4. Customer Loyalty and Retention

Customers acquired through an omnichannel marketing strategy have a 30% higher lifetime value. Omnichannel customers, according to a study, have a high repeat order rate. Seven percent of omnichannel customers generate 27% of revenue for brands:

customer and sale share based on marketing channels

Not only are omnichannel customers loyal but they spend much more than traditional customers. This is all because it gets easier for them to engage with your company irrespective of the channel they use.

Omnichannel Marketing Examples

Here are some of the top businesses that are leveraging omnichannel marketing to grow their businesses. These examples will help you get ideas on how to use it for your brand:

1. Amazon

Amazon is hands down the best at omnichannel marketing. Customer profiles are linked to their phone number and email addresses which keeps their data synced across Amazon products (not just its marketplace).

For example, if you sign up for Amazon Prime and then later decide to join the Amazon Associate Program to promote affiliate products through your Instagram account, you’ll use the same account. You don’t have to fill in your details every single time which is annoying:

Amazon omnichannel marketing experience

Amazon’s recommendation engine is another great example of omnichannel marketing that recommends highly personalized products based on your buying history, demographics, and other variables.

amazon recommendation engine example

It makes your shopping experience a breeze.


IKEA has done an exceptional job of providing its customers with a unified shopping experience. Customers can save products in the app for in-store shopping and you can manage deliveries through the shopping app easily.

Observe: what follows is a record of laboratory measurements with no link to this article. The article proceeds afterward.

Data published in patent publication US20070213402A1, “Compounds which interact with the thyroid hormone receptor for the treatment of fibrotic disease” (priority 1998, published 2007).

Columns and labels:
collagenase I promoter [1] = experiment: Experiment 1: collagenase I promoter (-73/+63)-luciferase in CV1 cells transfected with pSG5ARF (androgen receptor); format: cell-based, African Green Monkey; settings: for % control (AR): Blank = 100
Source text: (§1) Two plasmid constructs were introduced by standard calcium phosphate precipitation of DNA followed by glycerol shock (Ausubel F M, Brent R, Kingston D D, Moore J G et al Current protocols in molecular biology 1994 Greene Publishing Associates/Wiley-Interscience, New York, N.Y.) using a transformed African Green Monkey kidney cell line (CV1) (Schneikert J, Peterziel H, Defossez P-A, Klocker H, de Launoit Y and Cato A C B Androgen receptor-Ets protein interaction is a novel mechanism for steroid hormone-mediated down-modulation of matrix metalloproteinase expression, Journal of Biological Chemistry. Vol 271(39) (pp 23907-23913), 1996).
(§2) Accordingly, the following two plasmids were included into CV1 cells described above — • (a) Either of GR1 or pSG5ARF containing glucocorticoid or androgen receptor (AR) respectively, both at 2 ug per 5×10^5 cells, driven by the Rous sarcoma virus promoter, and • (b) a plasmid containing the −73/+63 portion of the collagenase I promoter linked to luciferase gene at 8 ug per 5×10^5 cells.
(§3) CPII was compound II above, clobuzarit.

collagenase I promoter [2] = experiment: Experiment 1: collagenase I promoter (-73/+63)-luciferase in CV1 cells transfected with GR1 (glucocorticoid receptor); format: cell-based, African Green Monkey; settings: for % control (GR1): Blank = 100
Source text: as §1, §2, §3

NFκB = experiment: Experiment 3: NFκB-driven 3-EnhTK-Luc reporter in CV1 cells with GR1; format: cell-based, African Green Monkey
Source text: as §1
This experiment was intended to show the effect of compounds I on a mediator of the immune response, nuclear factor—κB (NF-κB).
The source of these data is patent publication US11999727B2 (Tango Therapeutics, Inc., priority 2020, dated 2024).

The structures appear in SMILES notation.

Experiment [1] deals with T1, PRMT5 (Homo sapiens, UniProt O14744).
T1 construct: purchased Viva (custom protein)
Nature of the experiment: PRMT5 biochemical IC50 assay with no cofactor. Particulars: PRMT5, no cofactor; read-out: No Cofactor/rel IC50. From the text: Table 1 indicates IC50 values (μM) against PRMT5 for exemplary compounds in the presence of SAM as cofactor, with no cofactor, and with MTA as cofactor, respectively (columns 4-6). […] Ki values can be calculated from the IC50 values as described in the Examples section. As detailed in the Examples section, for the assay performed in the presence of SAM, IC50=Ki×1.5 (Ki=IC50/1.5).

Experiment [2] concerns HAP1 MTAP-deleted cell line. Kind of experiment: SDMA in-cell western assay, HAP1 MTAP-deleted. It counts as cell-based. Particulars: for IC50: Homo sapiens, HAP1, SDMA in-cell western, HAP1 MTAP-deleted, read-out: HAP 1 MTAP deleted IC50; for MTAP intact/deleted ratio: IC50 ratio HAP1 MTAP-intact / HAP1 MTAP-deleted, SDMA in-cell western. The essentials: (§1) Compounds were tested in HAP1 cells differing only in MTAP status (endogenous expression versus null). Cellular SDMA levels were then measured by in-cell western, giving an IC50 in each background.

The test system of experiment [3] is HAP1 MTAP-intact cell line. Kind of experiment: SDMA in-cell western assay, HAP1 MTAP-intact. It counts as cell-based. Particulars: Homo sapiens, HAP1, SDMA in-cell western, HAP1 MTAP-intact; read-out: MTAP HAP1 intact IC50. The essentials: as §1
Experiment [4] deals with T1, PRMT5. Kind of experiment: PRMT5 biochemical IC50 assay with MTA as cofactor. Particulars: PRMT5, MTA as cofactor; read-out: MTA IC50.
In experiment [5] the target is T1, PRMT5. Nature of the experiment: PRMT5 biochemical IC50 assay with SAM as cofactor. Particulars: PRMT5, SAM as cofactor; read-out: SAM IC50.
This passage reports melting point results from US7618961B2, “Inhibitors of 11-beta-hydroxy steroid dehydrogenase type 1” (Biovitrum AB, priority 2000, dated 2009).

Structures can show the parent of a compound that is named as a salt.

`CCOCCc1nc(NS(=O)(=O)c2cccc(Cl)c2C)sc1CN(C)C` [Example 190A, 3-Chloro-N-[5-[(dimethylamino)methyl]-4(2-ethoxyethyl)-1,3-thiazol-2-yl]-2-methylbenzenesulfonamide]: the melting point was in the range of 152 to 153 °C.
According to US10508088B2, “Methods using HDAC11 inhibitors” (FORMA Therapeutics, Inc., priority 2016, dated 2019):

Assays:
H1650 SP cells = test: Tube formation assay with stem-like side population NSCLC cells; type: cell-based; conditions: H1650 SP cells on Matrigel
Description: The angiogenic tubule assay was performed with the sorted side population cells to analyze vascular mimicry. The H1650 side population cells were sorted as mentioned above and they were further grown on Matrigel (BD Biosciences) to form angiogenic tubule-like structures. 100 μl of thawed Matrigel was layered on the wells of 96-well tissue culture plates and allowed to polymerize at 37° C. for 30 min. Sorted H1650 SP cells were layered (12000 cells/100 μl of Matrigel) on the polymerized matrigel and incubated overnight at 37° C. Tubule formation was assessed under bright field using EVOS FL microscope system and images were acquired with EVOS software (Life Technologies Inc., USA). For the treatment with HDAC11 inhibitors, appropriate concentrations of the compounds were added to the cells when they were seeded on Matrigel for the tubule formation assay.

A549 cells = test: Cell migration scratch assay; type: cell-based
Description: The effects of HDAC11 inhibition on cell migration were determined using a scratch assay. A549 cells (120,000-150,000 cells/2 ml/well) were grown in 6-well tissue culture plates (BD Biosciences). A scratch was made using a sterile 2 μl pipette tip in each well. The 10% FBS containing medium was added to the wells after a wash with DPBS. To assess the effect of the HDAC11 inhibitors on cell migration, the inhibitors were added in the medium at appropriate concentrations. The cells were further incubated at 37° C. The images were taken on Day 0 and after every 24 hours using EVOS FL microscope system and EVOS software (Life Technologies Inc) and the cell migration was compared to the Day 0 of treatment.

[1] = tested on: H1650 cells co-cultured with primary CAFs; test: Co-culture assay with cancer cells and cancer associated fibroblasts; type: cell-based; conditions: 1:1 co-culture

IKEA shopping app example

It has a fully integrated online and in-store shopping experience which is a great achievement.

3. Starbucks

Starbucks is probably the most discussed business out there for omnichannel marketing as it has done exceptionally well. Its rewards app is one of the best examples of omnichannel marketing that is synced across all touchpoints.

Starbucks omnichannel marketing example

For example, customers can check their rewards card online, in-store, via phone, or through the app, and the data is always synced in real-time irrespective of where you interact with Starbucks.

It’s more about experience than coffee.

Omnichannel Vs. Multichannel Marketing

Both omnichannel and multichannel marketing look similar but these are two different approaches to marketing.

omnichannel vs multichannel marketing

Omnichannel marketing reaches customers through different channels that are all integrated and connected. It revolves around the customer where you try to improve the experience wherever your customers go.

Multichannel marketing is a marketing strategy where you reach customers through different marketing channels but in this case, the channels aren’t connected and integrated. This lacks the unified experience that customers receive in omnichannel marketing. It focuses on letting customers connect with your brand via isolated and standalone touchpoints.

Here’s a better depiction of how these two marketing approaches compare with their major differences:

multichannel vs omnichannel marketing infographic

Both these marketing strategies are effective but they aren’t the same (as often confused by marketers and businesses).

Omnichannel Marketing Challenges

While omnichannel marketing has become a norm it doesn’t mean it’s easy. Here’s a list of the major challenges that businesses face when dealing with omnichannel marketing strategy:

1. Inability to Leverage Data Properly

Omnichannel marketing relies on one thing: Data. You need to use it smartly and proactively for decision-making and ensure the experience is synced in real-time.

It isn’t easy, however.

As much as 61% of marketers say that they don’t have the necessary sources to use data for omnichannel marketing and 32% said that siloed organizational structures are a big hurdle:

omnichannel marketing challenges

Having data is one thing and having resources and technical tools to analyze and use it is another thing. For a successful omnichannel marketing strategy, you need both.

2. Integration Issues